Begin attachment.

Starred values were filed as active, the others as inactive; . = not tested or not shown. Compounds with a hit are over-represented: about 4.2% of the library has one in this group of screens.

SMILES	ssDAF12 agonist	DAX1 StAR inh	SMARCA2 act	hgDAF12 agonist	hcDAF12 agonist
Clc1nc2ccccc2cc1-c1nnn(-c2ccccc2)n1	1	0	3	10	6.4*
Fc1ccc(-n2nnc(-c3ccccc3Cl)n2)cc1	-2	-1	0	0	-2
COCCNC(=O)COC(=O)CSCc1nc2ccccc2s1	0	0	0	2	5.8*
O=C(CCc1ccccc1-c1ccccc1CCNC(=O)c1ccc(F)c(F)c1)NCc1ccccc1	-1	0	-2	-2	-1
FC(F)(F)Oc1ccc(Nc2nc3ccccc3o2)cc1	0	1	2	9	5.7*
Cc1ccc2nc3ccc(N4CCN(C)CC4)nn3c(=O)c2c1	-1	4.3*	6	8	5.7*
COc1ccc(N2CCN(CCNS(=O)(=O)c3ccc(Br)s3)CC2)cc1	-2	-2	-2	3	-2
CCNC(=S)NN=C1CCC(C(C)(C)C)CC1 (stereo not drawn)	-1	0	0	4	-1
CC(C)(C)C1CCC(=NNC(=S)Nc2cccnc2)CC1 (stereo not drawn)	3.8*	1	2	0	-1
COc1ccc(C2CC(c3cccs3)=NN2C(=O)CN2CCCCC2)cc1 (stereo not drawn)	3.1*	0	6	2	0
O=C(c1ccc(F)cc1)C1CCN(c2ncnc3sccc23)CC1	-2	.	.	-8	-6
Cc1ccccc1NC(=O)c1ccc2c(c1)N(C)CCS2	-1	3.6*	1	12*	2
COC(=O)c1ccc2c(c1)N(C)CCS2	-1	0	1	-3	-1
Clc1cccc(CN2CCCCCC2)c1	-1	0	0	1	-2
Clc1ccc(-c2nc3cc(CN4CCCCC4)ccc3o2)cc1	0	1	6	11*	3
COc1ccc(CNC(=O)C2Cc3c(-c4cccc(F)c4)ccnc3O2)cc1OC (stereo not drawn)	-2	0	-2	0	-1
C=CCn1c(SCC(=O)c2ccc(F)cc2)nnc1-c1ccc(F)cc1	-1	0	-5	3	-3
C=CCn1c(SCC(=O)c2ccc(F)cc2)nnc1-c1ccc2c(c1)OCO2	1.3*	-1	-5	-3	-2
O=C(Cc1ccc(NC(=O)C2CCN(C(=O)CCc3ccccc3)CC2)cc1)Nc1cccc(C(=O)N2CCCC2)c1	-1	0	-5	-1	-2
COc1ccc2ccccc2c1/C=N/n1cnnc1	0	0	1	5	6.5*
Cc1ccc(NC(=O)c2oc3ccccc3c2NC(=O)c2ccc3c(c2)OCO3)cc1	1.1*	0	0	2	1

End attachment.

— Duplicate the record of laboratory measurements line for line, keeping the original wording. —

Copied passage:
Starred values were filed as active, the others as inactive; . = not tested or not shown. Compounds with a hit are over-represented: about 4.2% of the library has one in this group of screens.

SMILES	ssDAF12 agonist	DAX1 StAR inh	SMARCA2 act	hgDAF12 agonist	hcDAF12 agonist
Clc1nc2ccccc2cc1-c1nnn(-c2ccccc2)n1	1	0	3	10	6.4*
Fc1ccc(-n2nnc(-c3ccccc3Cl)n2)cc1	-2	-1	0	0	-2
COCCNC(=O)COC(=O)CSCc1nc2ccccc2s1	0	0	0	2	5.8*
O=C(CCc1ccccc1-c1ccccc1CCNC(=O)c1ccc(F)c(F)c1)NCc1ccccc1	-1	0	-2	-2	-1
FC(F)(F)Oc1ccc(Nc2nc3ccccc3o2)cc1	0	1	2	9	5.7*
Cc1ccc2nc3ccc(N4CCN(C)CC4)nn3c(=O)c2c1	-1	4.3*	6	8	5.7*
COc1ccc(N2CCN(CCNS(=O)(=O)c3ccc(Br)s3)CC2)cc1	-2	-2	-2	3	-2
CCNC(=S)NN=C1CCC(C(C)(C)C)CC1 (stereo not drawn)	-1	0	0	4	-1
CC(C)(C)C1CCC(=NNC(=S)Nc2cccnc2)CC1 (stereo not drawn)	3.8*	1	2	0	-1
COc1ccc(C2CC(c3cccs3)=NN2C(=O)CN2CCCCC2)cc1 (stereo not drawn)	3.1*	0	6	2	0
O=C(c1ccc(F)cc1)C1CCN(c2ncnc3sccc23)CC1	-2	.	.	-8	-6
Cc1ccccc1NC(=O)c1ccc2c(c1)N(C)CCS2	-1	3.6*	1	12*	2
COC(=O)c1ccc2c(c1)N(C)CCS2	-1	0	1	-3	-1
Clc1cccc(CN2CCCCCC2)c1	-1	0	0	1	-2
Clc1ccc(-c2nc3cc(CN4CCCCC4)ccc3o2)cc1	0	1	6	11*	3
COc1ccc(CNC(=O)C2Cc3c(-c4cccc(F)c4)ccnc3O2)cc1OC (stereo not drawn)	-2	0	-2	0	-1
C=CCn1c(SCC(=O)c2ccc(F)cc2)nnc1-c1ccc(F)cc1	-1	0	-5	3	-3
C=CCn1c(SCC(=O)c2ccc(F)cc2)nnc1-c1ccc2c(c1)OCO2	1.3*	-1	-5	-3	-2
O=C(Cc1ccc(NC(=O)C2CCN(C(=O)CCc3ccccc3)CC2)cc1)Nc1cccc(C(=O)N2CCCC2)c1	-1	0	-5	-1	-2
COc1ccc2ccccc2c1/C=N/n1cnnc1	0	0	1	5	6.5*
Cc1ccc(NC(=O)c2oc3ccccc3c2NC(=O)c2ccc3c(c2)OCO3)cc1	1.1*	0	0	2	1